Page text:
The following is a piece written by Michael van den Ham from his blog on mvdhcyclocross.com. Michael is spending the rest of the season in Europe as he prepares for the World Championships in Zolder.
Ah, Koksijde. Everyone I have talked to who has come over to Belgium has told me that Koksijde is the hardest. I suppose I always believed them, but never had any concept of what that meant. With that in mind, trying to explain the race to someone who hasn’t raced it is just about impossible, but here is my attempt.
There is sand, lots of it. When we think of sand in North America, we think of just muscling our way through a volleyball court. I don’t know how to explain the sand here other than say that if you take that volleyball court, triple it in size, add another foot of sand below, put in some elevation, and then ride this five or six times per lap, you are starting to get an idea of what Koksijde is like. And that’s before you consider the big muddy bogs in between those sand pits.
The sand is a cruel mistress. The second you start letting it get to you, it’s over. To ride it well, you need to be relaxed, powerful and confident. Once those abilities are lost, the sand eats you up. All this can make Koksijde an emotional race. One lap, you clear a sand section with ease and are on top of the world. You begin to imagine yourself as the next Sven Nys. The next instant, a seemingly pathetic crash knocks you and your dreams back to earth. Frustrated and tired, you begin to wonder why did you thought this sport was a good idea?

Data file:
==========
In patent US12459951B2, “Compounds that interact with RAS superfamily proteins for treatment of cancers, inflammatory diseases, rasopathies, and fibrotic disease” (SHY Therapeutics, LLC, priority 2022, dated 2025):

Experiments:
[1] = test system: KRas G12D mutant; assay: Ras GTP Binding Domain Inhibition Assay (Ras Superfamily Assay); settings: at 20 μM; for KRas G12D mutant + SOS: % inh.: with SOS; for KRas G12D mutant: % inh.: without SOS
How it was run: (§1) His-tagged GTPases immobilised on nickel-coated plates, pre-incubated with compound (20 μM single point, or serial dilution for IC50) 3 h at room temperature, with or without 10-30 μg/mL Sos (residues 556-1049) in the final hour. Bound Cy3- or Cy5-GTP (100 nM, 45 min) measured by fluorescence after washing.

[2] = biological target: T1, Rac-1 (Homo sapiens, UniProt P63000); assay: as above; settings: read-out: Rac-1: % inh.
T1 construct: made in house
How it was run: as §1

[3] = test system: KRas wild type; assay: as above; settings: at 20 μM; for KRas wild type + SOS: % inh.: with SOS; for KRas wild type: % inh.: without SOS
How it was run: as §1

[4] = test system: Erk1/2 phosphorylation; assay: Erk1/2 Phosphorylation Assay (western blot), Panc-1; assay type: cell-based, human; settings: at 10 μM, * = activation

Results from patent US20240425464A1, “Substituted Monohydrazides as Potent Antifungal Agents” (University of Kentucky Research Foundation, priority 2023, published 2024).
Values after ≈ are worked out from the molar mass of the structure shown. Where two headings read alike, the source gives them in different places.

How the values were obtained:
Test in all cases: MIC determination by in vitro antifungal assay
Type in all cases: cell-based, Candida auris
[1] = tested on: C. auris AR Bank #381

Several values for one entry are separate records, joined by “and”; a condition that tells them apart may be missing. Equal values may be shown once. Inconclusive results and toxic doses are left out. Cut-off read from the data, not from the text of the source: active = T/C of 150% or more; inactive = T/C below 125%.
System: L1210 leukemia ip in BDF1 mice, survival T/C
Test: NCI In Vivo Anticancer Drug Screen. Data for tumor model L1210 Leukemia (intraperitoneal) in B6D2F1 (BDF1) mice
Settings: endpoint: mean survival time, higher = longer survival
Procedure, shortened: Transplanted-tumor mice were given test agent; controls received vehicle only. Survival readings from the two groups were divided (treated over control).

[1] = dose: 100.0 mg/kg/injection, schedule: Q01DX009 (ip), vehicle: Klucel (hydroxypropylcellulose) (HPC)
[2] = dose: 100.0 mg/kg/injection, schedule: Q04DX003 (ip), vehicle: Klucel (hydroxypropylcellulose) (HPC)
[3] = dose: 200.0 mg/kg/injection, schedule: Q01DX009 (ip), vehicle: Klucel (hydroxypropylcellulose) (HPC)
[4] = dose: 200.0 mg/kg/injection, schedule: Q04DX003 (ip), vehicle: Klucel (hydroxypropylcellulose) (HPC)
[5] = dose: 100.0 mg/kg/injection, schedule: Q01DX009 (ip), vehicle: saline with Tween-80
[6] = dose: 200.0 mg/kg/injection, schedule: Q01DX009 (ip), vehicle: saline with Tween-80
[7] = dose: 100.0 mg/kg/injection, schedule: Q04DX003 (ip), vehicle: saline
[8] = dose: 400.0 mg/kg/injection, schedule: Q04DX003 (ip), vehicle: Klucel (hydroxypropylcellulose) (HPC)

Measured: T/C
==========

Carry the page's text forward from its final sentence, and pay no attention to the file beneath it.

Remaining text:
With all that in mind, my race actually went quite well. After a slow start, I found my rhythm sometime around the third lap. Despite all my apprehension about the race in the week prior, I was actually beginning to enjoy myself.
In a clever, or perhaps desperate, attempt to gain some more support, I had stopped atop one of the dunes during pre-ride and yelled, pleaded, “Will you cheer for me?” Maybe I looked just desperate enough, but the spectators agreed wholeheartedly to support my back-pack battles. Buoyed by their support, I moved my way past one rider and then another and then another until I was sitting around 40th place during the race. Was a 300 euro payday in the cards for me? (Note: 300 euro is the prize money for 40th; zero euro is the prize for 41st.)
Not that day. With four laps left in the race, I made a silly mistake and crashed to the mud. The crash itself wasn’t so terrible, but the timing was less than ideal. Sven Nys and Wout van Aert had been breathing down our necks for a while already and our getting pulled was imminent. A clean lap would have meant one more lap on course, a crash meant that this may be my last. I tried as hard as I could to catch the group in front of me. I drew them in closer, but not close enough. As I watched the group 20 m ahead of me roll onto the pavement to race one more lap, the race officials waved me off the course and told me my race was over. So close, but so far.
At the end of the day, after the stinging cold and equally stinging disappointment had faded, I’m satisfied with my race. As I said before, Koksijde is a unique beast and to end the day in 42nd, three laps down, is something I can be happy with and, to be completely honest, a fair bit better than I had expected I would do only a few days prior.